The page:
Iranian Parliament Speaker Gholam Ali Haddad Adel warned on Saturday that Iran would revise its relationship with the United Nations' nuclear watchdog if the UN Security Council imposes sanctions on Tehran.
"If they make an effort to deprive the Iranian nation of their undeniable right for peaceful nuclear technology ... the parliament will reconsider the nature of its relationship with the International Atomic Energy Agency (IAEA)," Adel told the state television.
He noted that a bill to suspend the IAEA's inspections of Iran's nuclear sites had already been passed by the parliament's national security and foreign affairs committee.
"If Iran comes under pressure, we will have no other choice but to bring this bill before parliament for debate," Adel said.
The Iranian parliament chief criticized any UN Security Council resolution that imposes sanctions on Tehran as a "wrong policy" and reiterated Iran's readiness to talk.
"We believe any such resolution against Iran is a wrong policy and we still insist on the appropriateness and benefits of a negotiated solution to the issue," he said.
"But it was the Europeans who cut off the course of negotiations and opted for a different path," Adel added.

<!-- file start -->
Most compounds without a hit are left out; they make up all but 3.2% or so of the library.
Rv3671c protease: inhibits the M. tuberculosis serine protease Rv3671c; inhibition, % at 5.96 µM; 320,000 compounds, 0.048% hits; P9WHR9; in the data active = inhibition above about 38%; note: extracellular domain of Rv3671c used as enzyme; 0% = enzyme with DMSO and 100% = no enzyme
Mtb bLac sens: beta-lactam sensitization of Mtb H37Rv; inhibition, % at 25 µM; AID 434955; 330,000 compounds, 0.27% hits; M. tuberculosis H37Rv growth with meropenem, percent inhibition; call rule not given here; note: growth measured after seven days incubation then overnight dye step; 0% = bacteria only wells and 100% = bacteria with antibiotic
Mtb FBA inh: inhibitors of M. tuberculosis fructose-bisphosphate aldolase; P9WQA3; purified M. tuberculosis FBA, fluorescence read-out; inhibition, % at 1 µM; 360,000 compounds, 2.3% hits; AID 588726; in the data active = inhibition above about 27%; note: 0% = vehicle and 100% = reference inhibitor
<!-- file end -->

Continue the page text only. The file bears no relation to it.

The UN Security Council president for December, Nassir Abdulaziz Al-Nasser of Qatar, said on Friday that the council is expected to put the draft resolution to the vote on Saturday morning.
A UN diplomat told Xinhua on condition of anonymity that Russia is ready to support the resolution which the UN Security Council is scheduled to vote on Saturday.
The draft, originally set to vote on Friday, is sponsored by Britain, France and Germany. It would slap a ban on imports and exports of materials and technology relating to uranium enrichment, reprocessing and heavy-water reactors, as well as ballistic missile delivery systems.
However, the Europeans have made a number of changes to the draft to meet Russian concerns, including watering down a contentious proposal for a travel ban on some Iranian officials directly linked to Iran's nuclear and ballistic missile programs.